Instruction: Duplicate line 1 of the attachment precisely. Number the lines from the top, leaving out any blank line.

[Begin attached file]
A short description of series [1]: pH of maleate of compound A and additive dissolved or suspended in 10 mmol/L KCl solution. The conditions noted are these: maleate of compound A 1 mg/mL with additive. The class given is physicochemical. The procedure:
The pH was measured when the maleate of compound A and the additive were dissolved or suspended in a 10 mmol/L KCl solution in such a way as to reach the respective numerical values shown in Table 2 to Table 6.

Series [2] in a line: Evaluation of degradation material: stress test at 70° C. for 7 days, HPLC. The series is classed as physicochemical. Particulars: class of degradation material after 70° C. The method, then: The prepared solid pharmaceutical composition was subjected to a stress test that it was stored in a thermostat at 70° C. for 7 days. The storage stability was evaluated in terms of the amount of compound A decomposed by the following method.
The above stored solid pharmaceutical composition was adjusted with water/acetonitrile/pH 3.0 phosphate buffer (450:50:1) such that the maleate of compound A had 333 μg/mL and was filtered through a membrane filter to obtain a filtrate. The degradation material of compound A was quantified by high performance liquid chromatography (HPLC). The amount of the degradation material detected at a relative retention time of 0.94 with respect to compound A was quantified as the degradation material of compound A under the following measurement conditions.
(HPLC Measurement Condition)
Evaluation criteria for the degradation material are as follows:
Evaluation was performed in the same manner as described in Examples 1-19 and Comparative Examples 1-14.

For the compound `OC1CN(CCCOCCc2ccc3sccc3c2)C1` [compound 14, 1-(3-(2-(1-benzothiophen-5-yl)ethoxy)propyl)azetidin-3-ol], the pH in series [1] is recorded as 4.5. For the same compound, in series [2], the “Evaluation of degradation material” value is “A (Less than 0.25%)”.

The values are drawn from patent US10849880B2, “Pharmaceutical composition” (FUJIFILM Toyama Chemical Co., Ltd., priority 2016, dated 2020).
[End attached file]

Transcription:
A short description of series [1]: pH of maleate of compound A and additive dissolved or suspended in 10 mmol/L KCl solution. The conditions noted are these: maleate of compound A 1 mg/mL with additive. The class given is physicochemical. The procedure: